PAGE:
Nobody has had this much fun with mirrors since influencers saw whole careers inside of them.
Writer/director Nia DaCosta’s Candyman is icky-sticky, pulpy urban legend reappropriation. It is grotesquely beautiful while also purposefully trashy. It exposes how the creation of a bogeyman is always a sociopolitical strategem while also serving as a great bogeyman movie. It pokes a hooked hand at questions about artistic exploitation while also maybe-sorta artistically exploiting…
Still, if the biggest complaint that can fairly be leveled is that your gore-laden reboot of an early 90s slasher film is too short, treat yourself to a king-size Snickers because you’ve made a goddamned great horror flick.
Candyman isn’t a remake or a redo but a retaliation against weak-willed genre movies that have long trafficked in troublesome tropes. Anthony (Yahya Abdul-Mateen II) is a Chicago artist who has lost his mojo. His girlfriend, Brianna (Teyonah Parris), is an art curator with a spectacularly upsetting backstory that makes her career choice hyperbolically tragic. Over dinner one night, Brianna’s brother, Troy (Nathan Stewart-Jarrett), shares a spooky story that just-so-happens to be a warped synopsis of the original Candyman.
Anthony is instantly and immediately completely obsessed with the monstrous mythology of the Cabrini-Green housing projects. He begins digging into what actually happened and encounters William Burke (Colman Domingo), a laundromat owner who is alarmingly well-informed about hook-handed mutilation. No sooner than Anthony begins producing new work, the bodies start piling up. What follows isn’t so much a stunning series of revelations as it is a sequence of fully expected events that nevertheless dazzle. That is, if your definition of “dazzle” is “enjoy a whistle-stop tour of every horror movie style, from gory body grossness to jump scares.”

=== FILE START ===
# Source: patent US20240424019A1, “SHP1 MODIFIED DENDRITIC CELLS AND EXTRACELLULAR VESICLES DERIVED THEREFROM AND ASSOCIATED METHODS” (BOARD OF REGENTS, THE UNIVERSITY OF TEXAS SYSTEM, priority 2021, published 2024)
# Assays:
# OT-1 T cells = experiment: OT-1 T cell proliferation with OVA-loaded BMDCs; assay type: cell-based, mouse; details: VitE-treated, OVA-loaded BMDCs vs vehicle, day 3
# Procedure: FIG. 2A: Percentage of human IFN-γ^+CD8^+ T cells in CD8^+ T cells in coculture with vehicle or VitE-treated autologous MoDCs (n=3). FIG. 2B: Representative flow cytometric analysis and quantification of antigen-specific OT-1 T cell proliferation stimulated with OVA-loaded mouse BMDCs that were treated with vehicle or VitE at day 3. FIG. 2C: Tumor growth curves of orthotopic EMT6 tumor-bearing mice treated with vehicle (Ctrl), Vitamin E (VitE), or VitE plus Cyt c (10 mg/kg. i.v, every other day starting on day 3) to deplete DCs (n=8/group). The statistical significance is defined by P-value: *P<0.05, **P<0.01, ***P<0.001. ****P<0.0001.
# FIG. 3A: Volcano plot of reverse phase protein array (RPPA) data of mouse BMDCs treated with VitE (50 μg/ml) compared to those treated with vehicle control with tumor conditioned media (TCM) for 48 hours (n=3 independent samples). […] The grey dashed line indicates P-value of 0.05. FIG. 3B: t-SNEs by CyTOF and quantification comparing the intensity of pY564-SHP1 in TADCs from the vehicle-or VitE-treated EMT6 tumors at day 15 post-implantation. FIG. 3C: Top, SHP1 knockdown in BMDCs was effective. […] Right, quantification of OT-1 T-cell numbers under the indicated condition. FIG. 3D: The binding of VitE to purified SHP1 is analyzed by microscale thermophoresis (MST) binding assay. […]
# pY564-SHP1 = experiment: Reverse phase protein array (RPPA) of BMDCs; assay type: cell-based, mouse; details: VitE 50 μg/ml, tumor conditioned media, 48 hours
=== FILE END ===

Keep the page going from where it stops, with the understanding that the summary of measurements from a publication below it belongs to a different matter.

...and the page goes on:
Even if Jordan Peele hadn’t produced and cowritten it, the fact that Candyman centers the very literal body count of gentrification means it was always destined to be stress tested against Get Out. That’s just such bullshit. The idea that every Black horror movie must be compared to a movie that redefined mainstream filmmaking and is already entrenched as one of the greatest films of all time is kinda repellant. Candyman isn’t here for Oscars.
Dinging DaCosta’s work for being literal and didactic fails to make any meaningful distinction between subgenres. This isn’t a borderline drama. This is a slasher film about a guy summoned by saying his name five times in a mirror, just to show he’s two-levels scarier than that Bloody Mary dud. He sometimes barfs bees and his easy-cosplay outfit is a cheap fur-lined coat. This isn’t supposed to be borderline drama. It is intended to be sleek rubbish and stylish piffle.
What is fair, however, is pointing out that Candyman is too short. By maybe as much as an hour… DaCosta (ahem) sets her hook in so deeply that any reasonably troubled soul would have spent more time unpacking the rushed climax and barely existent epilogue. In fact, the unnecessarily brisk approach is likely what has made some feel as though the fundamental underlying ideas were half-baked or sloppy. Absolutely f’n not. Every choice made was the right one, the film just fails to provide us the space for us to come to that realization on our own.
Even if eating a whole bag of chocolaty treats is preferable, a fun-sized candy bar is still mighty tasty. Candyman is almost-transcendent, quasi-brilliant, and fully confirmation that DaCosta is a profound talent. Not bad for a 30-year-old franchise designed as a Freddy Krueger rip-off.
Grade = A-
Other Critical Voices to Consider
In a must-read review, Angelica Jade Bastién at Vulture says “Candyman is the most disappointing film of the year so far, limning not only the artistic failures of the individuals who ushered it to life, but the artistic failures of an entire industry that seeks to commodify Blackness to embolden its bottom line.”
Courtney Small at Cinema Axis says “Dipping its heavy-handed brush into the colours of injustice, the film paints a messy portrait of generational trauma that is equally intriguing and too sprawling for its own canvass.”
Carolyn Mauricette at View From the Dark says “DaCosta’s Candyman is smart, brief and slick, I see it as a rallying cry. Candyman’s whole purpose is to be seen again, to expose a deep legacy of injustice that has been an invisible (to some) burden on an entire people.”